Solar Prices Drop 80 Percent Since 2008, Onshore Wind Also Falls
This year, we have seen the largest-ever outpouring of reporting and planning for inevitable climate change in the Anthropocene. One of the latest studies, REthinking Energy, draws on worldwide research and financial analysis to form some conclusions about changing our mix of energy, one of the major drivers of the phenomenon, as earth’s population continues to swell.
In this report, the International Renewable Energy Agency, which serves as as the global hub for renewable energy cooperation and information exchange for 133 states (another 34 in accession) and the European Union, finds that our old solutions will likely be insufficient. Accelerating renewable energy implementation—not only for power, but also for end uses like transportation, industrial and building heat—offers the most effective way to reduce carbon emissions and avoid catastrophic climate change.
“A convergence of social, economic, and environmental forces are transforming the global energy system as we know it,” says Adnan Z. Amin, Secretary-General of the intergovernmental agency. With global population projected to top 8 billion by 2030 and energy demand due to rapid economic development set to double, supply must measure up—and without exacerbating the climate stresses we are already beginning to feel.
Fortunately, says the new report from IRENA, renewable energy can become a major force in this transformation. Its deployment is already accelerating rapidly. Just look at the dramatic drop in the costs of photovoltaics: we’ve seen solar prices drop 80 percent over just the past six years, according to the IRENA report. Solar is already at parity in Italy, Germany, and Spain, and it is fast approaching that point in several other nations.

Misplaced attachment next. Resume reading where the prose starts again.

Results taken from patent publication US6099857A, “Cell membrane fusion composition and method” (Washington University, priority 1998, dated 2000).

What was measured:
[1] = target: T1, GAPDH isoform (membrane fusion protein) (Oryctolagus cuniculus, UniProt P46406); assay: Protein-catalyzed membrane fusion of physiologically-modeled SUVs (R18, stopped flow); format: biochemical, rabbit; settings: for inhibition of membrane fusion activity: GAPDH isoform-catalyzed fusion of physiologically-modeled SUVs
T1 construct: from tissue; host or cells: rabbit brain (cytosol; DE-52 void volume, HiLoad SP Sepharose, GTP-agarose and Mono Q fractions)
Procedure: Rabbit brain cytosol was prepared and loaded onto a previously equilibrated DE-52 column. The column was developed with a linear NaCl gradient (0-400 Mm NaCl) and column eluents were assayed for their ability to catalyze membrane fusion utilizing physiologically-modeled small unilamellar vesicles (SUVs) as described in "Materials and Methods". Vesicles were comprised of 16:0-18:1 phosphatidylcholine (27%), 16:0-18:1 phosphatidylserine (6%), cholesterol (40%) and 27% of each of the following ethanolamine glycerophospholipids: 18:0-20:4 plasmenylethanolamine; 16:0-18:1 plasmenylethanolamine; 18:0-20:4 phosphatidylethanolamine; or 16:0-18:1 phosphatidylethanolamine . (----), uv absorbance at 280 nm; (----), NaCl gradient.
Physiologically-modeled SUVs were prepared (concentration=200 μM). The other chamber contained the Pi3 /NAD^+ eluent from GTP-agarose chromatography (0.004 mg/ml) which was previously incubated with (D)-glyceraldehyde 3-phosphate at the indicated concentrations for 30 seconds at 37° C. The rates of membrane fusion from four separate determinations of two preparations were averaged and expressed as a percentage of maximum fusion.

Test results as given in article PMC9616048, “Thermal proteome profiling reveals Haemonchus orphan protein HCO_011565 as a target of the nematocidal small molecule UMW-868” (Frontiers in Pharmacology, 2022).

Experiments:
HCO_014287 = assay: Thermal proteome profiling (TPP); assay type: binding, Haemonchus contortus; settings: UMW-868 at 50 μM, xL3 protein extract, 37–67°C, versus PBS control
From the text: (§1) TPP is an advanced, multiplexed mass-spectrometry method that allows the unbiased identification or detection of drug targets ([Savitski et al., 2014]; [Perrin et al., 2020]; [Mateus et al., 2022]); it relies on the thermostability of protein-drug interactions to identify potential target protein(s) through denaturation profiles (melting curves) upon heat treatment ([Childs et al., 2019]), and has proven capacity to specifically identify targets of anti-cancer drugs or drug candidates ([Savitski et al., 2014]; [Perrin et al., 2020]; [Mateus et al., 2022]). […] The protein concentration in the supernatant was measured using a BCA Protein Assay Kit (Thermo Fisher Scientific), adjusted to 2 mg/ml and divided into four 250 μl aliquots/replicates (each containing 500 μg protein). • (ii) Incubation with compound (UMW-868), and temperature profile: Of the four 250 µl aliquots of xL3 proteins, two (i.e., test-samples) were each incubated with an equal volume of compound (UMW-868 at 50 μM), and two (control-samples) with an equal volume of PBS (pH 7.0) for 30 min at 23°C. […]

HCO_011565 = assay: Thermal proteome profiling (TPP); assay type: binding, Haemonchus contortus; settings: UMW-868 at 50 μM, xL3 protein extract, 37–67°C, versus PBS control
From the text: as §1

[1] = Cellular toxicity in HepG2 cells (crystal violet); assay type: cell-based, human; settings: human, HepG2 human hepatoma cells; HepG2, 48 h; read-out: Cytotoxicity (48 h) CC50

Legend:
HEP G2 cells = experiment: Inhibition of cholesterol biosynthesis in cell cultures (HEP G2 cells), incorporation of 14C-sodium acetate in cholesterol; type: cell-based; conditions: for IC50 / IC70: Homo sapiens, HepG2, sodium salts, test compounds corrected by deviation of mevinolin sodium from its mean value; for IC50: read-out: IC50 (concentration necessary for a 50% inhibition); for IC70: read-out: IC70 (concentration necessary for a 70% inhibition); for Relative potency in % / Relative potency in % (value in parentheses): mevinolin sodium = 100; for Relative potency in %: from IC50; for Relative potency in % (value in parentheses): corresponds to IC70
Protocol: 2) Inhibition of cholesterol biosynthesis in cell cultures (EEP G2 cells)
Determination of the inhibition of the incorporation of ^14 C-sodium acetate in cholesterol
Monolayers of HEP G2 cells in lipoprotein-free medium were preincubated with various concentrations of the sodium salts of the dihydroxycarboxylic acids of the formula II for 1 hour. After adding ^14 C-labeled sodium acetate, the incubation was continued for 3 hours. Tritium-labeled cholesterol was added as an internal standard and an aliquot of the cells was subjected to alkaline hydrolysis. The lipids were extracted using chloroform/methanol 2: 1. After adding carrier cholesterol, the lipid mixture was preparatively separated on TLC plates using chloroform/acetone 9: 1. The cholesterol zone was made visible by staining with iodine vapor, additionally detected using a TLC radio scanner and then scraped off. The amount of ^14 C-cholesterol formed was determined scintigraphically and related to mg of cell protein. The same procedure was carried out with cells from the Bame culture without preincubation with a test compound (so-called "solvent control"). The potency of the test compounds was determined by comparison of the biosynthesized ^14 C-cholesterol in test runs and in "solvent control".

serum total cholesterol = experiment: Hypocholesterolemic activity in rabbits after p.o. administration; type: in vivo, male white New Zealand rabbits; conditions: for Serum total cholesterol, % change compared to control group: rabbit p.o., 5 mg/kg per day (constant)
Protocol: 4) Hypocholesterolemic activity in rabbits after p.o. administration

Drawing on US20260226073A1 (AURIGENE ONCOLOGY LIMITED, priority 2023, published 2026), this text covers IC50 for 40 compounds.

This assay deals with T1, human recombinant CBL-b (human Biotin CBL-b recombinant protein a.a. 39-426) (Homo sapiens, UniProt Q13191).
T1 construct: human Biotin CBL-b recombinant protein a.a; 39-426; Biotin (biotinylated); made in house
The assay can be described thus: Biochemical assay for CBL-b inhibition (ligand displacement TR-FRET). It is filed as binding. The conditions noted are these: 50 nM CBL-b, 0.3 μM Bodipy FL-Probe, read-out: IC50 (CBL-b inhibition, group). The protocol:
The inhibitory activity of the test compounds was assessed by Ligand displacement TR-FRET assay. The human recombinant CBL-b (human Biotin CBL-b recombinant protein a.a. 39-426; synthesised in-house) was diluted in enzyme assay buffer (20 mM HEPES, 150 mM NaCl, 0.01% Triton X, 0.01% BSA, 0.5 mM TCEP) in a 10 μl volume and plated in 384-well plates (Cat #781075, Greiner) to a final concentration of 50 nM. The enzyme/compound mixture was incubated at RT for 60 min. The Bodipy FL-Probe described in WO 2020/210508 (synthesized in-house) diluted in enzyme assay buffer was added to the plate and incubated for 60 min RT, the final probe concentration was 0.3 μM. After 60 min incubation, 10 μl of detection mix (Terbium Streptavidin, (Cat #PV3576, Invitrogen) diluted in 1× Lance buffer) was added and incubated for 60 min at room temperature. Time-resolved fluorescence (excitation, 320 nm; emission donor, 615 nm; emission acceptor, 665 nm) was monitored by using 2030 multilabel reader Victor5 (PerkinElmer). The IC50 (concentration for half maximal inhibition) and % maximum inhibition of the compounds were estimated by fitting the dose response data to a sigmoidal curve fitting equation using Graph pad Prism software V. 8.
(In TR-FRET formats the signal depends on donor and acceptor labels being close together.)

Not only are solar statistics amazing, but nearly 100 countries have installed wind capacity now, and onshore wind power costs have also fallen significantly (18% since 2009). IRENA calculates that renewables now make up 58% of all new power capacity additions worldwide.
Another important driver: individuals, governments, and businesses are all seeking a cleaner, more diverse, and more secure energy mix. Renewable sources (bioenergy, geothermal energy, hydropower, ocean, solar, and wind) are up to 250 times less carbon-intensive than coal and up to 120 times less so than the “cleanest” fossil fuel in terms of CO2, natural gas. Deployment opportunities are also increasing.
IRENA figures we can double the output of renewables (or more) during the next 16 years, all the while cutting emissions to 349 grams per kilowatt-hour and carbon intensity 40%, compared to 1990 figures. The organization’s REmap 2013 report, released this summer, showed that staying on our present course will involve a global emissions change to 498 g/kWh by 2030 and will push atmospheric CO2 levels beyond an already iffy 450 parts-per-million threshold.
When we add energy storage technologies to the improvements in renewables, we find that installed capacity of global renewables has grown 85% over the past 10 years: 1,700 gigawatts, or 30% of all installed capacity. Also, renewable capacity additions in developing countries have outpaced those of the developed sector for the first time (2013).
IRENA finds that financing renewable energy projects is easier and cheaper now than at all earlier points in its development. Differences remain among some variables, and people involved in the renewables sector are working on them:
- Addressing risks to reduce the cost of capital,
- Growing sophistication of financial products,
- Adapting support to changing market conditions, and
- Transforming utility business models.
“If we continue on the path we are currently on and fuel our growing economies with outmoded ways of thinking and acting, we will not be able to avoid the most serious impacts of climate change…. The good news is that renewable energy provides a viable and affordable solution to address climate change today.”
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